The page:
James is persuaded that the account is genuine, not least by the mention of the damage to the chapel at Heage. The church at Heage was indeed officially a chapel (dependent upon another church) at the time and there are records elsewhere that indicate it was rebuilt after the storm. James quotes a further source (Warkworth’s Chronicle) which again suggests strong winds in Cheshire and Lancashire on that day.

The personification of the event as the “devil” is of interest and may reflect both the belief that such events were demonically rather than divinely inspired but might also refer to the name of such events – indeed even today small whirlwinds are referred to as dust-devils or something similar.

The description allows the track of the storm to be determined quite accurately, and this is shown on the map of figure below. In all the track where precise damage details are given seems to have been about 40 km long at least.

The track of the event. Purple lines indicate the boundary of Derbyshire and the purple circle is Derby itself. Red circles indicate the places where damage occurred, and green arrows indicate the storm track

Wind speeds

On the assumption that we are dealing with an tornado here, rather than another type of windstorm (see below), is it possible to obtain estimates of what the windspeeds actually were? Tornado windspeeds are usually estimated by inspecting the damage that they cause, and then using a damage classification method to determine the broad range of wind speeds that would cause that damage. Two methods are commonly used – the Enhanced Fujita (EF) scale developed in the US, and the T scale developed by the Tornado Research Association TORRO. Extracts from the damage descriptors are given below.

Enhanced Fujita EF Scale

EF2         49–60m/s      Roofs torn off from well-constructed houses; foundations of frame homes shifted; mobile homes completely destroyed; large trees snapped or uprooted; light-object missiles generated; cars lifted off ground.

EF3         60-74m/s      Entire stories of well-constructed houses destroyed; severe damage to large buildings such as shopping malls; trains overturned; trees debarked; heavy cars lifted off the ground and thrown; structures with weak foundations are badly damaged.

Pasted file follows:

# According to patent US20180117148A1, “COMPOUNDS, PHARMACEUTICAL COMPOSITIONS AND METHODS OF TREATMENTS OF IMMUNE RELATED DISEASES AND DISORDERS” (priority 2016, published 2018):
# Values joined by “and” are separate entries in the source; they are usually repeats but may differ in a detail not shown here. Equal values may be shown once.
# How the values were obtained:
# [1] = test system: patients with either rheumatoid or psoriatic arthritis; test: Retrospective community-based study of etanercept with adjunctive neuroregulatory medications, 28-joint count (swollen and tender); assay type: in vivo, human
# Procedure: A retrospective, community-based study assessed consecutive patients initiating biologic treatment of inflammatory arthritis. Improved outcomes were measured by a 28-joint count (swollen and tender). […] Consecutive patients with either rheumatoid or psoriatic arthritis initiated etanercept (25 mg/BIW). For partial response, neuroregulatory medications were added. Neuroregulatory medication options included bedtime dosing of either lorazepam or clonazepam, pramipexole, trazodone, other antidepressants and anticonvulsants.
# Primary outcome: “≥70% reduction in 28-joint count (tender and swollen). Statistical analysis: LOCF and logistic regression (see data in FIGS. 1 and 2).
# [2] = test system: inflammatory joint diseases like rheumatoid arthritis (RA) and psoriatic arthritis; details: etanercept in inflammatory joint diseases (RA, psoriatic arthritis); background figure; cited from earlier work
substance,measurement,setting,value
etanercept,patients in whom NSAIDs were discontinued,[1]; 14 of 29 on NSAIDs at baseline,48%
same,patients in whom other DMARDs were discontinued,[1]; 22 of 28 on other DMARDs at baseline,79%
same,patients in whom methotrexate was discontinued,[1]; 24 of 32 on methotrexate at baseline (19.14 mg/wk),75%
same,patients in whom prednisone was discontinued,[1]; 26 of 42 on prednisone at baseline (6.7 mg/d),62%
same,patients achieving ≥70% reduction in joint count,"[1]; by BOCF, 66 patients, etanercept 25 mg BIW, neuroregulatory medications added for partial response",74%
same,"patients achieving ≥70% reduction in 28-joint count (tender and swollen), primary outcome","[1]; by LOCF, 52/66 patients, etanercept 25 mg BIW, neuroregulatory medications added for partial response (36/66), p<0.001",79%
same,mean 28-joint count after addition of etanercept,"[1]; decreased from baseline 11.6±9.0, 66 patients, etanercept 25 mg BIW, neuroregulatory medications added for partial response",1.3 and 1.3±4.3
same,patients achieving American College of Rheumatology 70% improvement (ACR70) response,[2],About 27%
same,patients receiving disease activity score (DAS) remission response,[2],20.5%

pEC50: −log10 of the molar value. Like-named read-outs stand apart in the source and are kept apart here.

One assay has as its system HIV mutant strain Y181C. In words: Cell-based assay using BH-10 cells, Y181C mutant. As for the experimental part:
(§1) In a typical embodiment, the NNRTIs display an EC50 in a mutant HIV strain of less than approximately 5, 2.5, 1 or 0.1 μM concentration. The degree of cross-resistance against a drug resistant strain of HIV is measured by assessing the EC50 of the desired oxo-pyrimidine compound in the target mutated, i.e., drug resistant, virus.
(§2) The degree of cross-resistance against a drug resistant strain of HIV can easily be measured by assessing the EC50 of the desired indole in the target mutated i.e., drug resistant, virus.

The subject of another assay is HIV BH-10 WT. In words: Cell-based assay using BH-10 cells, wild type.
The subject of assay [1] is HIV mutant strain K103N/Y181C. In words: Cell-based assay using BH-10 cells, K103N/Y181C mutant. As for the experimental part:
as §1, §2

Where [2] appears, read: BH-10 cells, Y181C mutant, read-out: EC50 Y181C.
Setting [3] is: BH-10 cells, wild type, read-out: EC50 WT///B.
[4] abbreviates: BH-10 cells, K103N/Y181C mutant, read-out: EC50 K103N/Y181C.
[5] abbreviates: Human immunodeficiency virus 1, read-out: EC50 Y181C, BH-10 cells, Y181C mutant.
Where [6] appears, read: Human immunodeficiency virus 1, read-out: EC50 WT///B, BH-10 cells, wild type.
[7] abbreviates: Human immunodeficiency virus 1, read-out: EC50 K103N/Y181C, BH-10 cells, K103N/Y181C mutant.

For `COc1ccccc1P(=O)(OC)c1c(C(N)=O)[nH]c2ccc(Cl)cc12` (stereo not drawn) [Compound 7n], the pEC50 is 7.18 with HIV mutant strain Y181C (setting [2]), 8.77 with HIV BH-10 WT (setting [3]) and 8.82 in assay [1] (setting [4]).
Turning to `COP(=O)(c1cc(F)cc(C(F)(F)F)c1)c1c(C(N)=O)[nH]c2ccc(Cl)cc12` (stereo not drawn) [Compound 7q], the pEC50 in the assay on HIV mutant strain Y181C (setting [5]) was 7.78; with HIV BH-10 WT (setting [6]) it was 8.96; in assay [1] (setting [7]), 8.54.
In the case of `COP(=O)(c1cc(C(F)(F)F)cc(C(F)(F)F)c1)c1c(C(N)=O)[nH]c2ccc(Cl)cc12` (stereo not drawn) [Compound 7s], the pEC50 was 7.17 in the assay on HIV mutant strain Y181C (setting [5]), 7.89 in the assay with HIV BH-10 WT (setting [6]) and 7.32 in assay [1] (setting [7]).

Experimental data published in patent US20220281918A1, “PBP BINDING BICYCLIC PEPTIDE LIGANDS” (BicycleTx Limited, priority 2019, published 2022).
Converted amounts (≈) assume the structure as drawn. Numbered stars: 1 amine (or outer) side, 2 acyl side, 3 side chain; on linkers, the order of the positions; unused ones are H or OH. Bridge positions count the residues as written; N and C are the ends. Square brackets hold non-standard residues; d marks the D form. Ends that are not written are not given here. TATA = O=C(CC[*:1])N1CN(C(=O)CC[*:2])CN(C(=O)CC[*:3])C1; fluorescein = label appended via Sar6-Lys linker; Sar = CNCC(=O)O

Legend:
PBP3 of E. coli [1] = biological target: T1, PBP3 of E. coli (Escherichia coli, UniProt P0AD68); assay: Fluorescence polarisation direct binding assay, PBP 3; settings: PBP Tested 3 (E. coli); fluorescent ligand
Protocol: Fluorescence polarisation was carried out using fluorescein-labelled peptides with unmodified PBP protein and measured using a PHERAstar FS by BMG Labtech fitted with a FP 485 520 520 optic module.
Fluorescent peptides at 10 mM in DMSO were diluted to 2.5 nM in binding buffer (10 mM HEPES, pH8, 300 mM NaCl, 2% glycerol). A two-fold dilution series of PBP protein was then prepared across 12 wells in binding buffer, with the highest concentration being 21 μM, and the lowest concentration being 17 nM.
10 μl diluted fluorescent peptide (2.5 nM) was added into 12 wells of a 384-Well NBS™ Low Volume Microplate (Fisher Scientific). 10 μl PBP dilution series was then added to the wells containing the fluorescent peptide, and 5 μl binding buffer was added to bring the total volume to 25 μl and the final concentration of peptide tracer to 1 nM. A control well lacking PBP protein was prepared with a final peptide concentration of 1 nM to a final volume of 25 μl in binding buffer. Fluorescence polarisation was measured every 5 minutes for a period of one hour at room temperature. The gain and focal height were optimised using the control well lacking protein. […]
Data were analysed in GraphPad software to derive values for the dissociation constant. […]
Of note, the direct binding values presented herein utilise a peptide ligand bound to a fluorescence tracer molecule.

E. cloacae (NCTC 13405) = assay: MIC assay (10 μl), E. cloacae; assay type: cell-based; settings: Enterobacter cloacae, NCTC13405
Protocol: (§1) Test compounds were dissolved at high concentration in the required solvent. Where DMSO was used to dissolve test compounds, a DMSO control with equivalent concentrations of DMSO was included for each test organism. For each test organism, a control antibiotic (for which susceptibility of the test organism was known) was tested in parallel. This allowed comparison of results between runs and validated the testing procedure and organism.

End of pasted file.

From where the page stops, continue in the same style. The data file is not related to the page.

EF4 74-89m/s Well-constructed and whole frame houses completely leveled; some frame homes may be swept away; cars and other large objects thrown and small missiles generated.

TORRO T scale

T4           52 – 61m/s           Motor cars levitated. Mobile homes airborne / destroyed; sheds airborne for considerable distances; entire roofs removed from some houses; roof timbers of stronger brick or stone houses completely exposed; gable ends torn away. Numerous trees uprooted or snapped.

T5          62- 72m/s            Heavy motor vehicles levitated; more serious building damage than for T4, yet house walls usually remaining; the oldest, weakest buildings may collapse completely.

T6           73 – 83m/s          Strongly built houses lose entire roofs and perhaps also a wall; windows broken on skyscrapers, more of the less-strong buildings collapse.

To give some context, the Birmingham Tornado of 2005 (pictured above), one of the strongest in recent years, was classified as a T5 event.

It is immediately clear that these descriptions are very subjective and the classification of damage into a particular class is not straightforward. It is perhaps less clear that each of these scales is to some extent culturally dependent. The EF scale reflects North American building and vehicle types, and the T scale reflects building and vehicle types from the UK in the 1970s when the scale was first produced. Neither reflects building practice in the 1540s and neither were there any cars to be lifted up in that period!  Nonetheless, the description of 1545 can be used within these classifications at least in an approximate way. I would thus classify the 1545 event as borderline EF2 / EF3 or borderline T4/T5. These classifications give a wind speed range around 135 mph or 60 m/s. However,  Neaden, in a study of tornado risk for the HSE, based on the above description, assigns a category of T6 to the event, giving a wind speed of at least 73m/s. This again illustrates the subjectivity of the classification.

The T scale also gives a classification based on path length

T4 2.2 to 4.6km

T5 4.7 to 9.9km

T6 10 to 21km

T7 22 to 46km

On the basis of path length Neaden again gives a T6 classification, although the length as shown in figure 1 suggests a T7 classification. My view would be that the event should properly be categorised as EF2/EF3 or T4/T5 with an unusually long path length but the subjectivity of this assessment must again be emphasised.

Was it a tornado?

The question that then needs to be addressed is whether or not the 1545 event was a tornado or some other storm type – presumably one of the usual extra-tropical cyclones that pass across the UK quite frequently. Even in such storms there are known to be smaller tracks of major damage. In the 1987 storm for example there was a swathe of extreme damage to trees in a arc a few miles wide across the south of England. This was attributed to a high-level jet of wind sweeping down to ground level – a phenomenon know as a “sting jet” because of the scorpion tail-like cloud formation with which such events are often associated.